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Escalation Clause: Protect Your Bottom Line

Oct 21, 2022

Before the onset of the Covid-19 pandemic, an escalation clause was not something at the forefront of people’s minds. Cost increases typically arose from natural disasters, including hurricanes, floods, and fire, with materials like oil, asphalt, concrete, and plywood seeing the most significant cost increases. Since the pandemic, supply chain disruptions have led to increased costs associated with construction projects. Between April 2020 and April 2021, input costs, including materials and labor for construction projects, increased 26.1%. Those increased costs have remained in place without an end in sight, resulting in the escalation clause becoming something an increased number of contractors are seeking as part of the way they do business.

Because of the pricing structure of most commercial construction contracts, the contractor bears the risk of any unexpected increase in the cost of materials. As such, the risk of rising material costs lies squarely at the feet of the contractor. A price escalation clause becomes a critical tool for any contractor seeking to do business during these rocky times as it entitles a contractor to change an order should the price of certain types of materials increase between the time of bid submission and the time the contract is effective. In addition, it allows the contractor to confer any assumed price increase in materials to the owner after a contract is signed, reallocating some or all the risk back to the owner, who absorbs the price increases.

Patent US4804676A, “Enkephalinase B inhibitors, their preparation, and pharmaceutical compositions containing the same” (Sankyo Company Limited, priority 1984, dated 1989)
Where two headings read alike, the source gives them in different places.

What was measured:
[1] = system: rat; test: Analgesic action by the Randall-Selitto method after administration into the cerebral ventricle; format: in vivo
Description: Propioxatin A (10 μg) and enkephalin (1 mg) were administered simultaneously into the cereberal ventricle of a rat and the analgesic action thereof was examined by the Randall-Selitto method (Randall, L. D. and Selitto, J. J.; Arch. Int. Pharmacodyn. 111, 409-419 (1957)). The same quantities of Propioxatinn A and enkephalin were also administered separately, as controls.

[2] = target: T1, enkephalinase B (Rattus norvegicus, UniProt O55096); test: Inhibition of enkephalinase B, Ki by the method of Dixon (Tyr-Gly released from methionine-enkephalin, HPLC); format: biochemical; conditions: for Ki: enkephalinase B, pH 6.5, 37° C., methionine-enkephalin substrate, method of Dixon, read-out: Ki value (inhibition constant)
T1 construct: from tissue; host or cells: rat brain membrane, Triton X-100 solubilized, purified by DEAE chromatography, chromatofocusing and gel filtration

While cost escalation clauses can take many forms, a good escalation clause shares the risk of cost increases between the owner and the contractor and protects both their interests during this unprecedented time of supply chain issues and construction cost increases.

What to Consider When Deciding on an Escalation Clause?

There are many factors to consider when evaluating whether an escalation clause makes sense in your contract. Among the questions to ask are:

· Does the clause allow adjustments for price increases and decreases, thus creating parity in price volatility, or are the adjustments limited to increasing or decreasing prices?

· Will all materials be included within the clause or only certain ones? And will materials not expected to increase in price be excluded from the clause?

· Are there markups for overhead or profit included within the clause?

· Will there be a maximum limit to the amount that can be adjusted?

· What method is used to determine how the escalating prices will be measured and to notify the other party of the basis for a price adjustment?

· Will any time extensions be granted for the contractor to provide materials due to potential delivery delays or material unavailability?

· What supporting documentation will be required to justify the price adjustment?

Types of Escalation Clauses

It is important for owners and contractors to consider the escalation clause type and its effect once triggered. Depending on the type of project and its participants, any of these available clauses may be preferable.

Any-Increase Clause: This clause specifies that a contractor or supplier could be entitled to reimbursement or change order for any price increases occurring between bidding or signing the contract and construction.

Threshold Clause: Only entitles the contractor to additional compensation for price escalations that exceed a certain percentage or dollar amount.

Delay Escalation Clause: Freezes a fixed price for a limited period, allowing the contractor additional compensation if the project is delayed beyond a given number of days or a specified date.

Escalation clauses are intended to protect contractors from steep increases that are beyond the normal fluctuation of market prices. Not having one in place puts you and your company at risk for insurmountable income loss. Protect yourself by contacting the CRI team with questions about adding a price escalation clause to your construction contract. It could make all the difference to the success of your future contracts.

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